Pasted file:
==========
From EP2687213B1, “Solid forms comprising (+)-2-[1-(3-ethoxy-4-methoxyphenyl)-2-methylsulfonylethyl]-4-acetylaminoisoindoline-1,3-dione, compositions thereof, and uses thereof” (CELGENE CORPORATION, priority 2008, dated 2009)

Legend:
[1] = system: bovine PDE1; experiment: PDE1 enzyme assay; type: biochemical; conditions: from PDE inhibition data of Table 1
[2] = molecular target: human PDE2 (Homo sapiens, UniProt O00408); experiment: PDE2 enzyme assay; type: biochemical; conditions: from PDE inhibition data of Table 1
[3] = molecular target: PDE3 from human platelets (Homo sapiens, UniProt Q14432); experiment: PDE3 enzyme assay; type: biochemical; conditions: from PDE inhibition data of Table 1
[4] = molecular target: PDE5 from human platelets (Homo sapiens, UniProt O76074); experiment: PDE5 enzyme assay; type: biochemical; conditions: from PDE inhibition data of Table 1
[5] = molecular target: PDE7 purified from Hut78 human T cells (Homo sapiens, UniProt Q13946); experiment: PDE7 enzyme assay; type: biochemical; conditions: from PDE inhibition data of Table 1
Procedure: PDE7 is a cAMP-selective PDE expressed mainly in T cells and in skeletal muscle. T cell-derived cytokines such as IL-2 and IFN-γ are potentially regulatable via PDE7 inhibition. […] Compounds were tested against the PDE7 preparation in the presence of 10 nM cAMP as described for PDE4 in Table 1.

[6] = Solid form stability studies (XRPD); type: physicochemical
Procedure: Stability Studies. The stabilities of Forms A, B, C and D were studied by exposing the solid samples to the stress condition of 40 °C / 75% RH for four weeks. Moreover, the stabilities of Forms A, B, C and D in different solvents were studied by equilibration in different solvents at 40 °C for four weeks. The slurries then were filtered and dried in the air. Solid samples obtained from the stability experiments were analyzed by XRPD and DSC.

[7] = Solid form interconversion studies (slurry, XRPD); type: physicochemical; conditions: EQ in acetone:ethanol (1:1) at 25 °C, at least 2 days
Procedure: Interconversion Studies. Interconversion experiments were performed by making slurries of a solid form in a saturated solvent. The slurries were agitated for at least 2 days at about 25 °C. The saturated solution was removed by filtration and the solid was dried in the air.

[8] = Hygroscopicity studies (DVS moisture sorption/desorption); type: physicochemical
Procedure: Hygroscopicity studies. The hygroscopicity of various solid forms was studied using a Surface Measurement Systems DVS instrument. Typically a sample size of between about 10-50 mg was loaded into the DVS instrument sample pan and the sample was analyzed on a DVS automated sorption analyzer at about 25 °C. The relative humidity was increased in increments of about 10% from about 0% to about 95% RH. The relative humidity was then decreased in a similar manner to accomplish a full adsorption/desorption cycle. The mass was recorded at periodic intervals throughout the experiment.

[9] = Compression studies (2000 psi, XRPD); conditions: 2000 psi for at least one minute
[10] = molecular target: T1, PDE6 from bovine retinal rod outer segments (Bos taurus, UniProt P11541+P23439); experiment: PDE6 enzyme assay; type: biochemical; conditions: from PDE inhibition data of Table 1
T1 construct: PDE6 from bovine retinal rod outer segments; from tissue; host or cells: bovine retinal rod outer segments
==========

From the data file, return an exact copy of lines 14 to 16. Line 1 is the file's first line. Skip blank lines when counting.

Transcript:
Procedure: Hygroscopicity studies. The hygroscopicity of various solid forms was studied using a Surface Measurement Systems DVS instrument. Typically a sample size of between about 10-50 mg was loaded into the DVS instrument sample pan and the sample was analyzed on a DVS automated sorption analyzer at about 25 °C. The relative humidity was increased in increments of about 10% from about 0% to about 95% RH. The relative humidity was then decreased in a similar manner to accomplish a full adsorption/desorption cycle. The mass was recorded at periodic intervals throughout the experiment.

[9] = Compression studies (2000 psi, XRPD); conditions: 2000 psi for at least one minute
[10] = molecular target: T1, PDE6 from bovine retinal rod outer segments (Bos taurus, UniProt P11541+P23439); experiment: PDE6 enzyme assay; type: biochemical; conditions: from PDE inhibition data of Table 1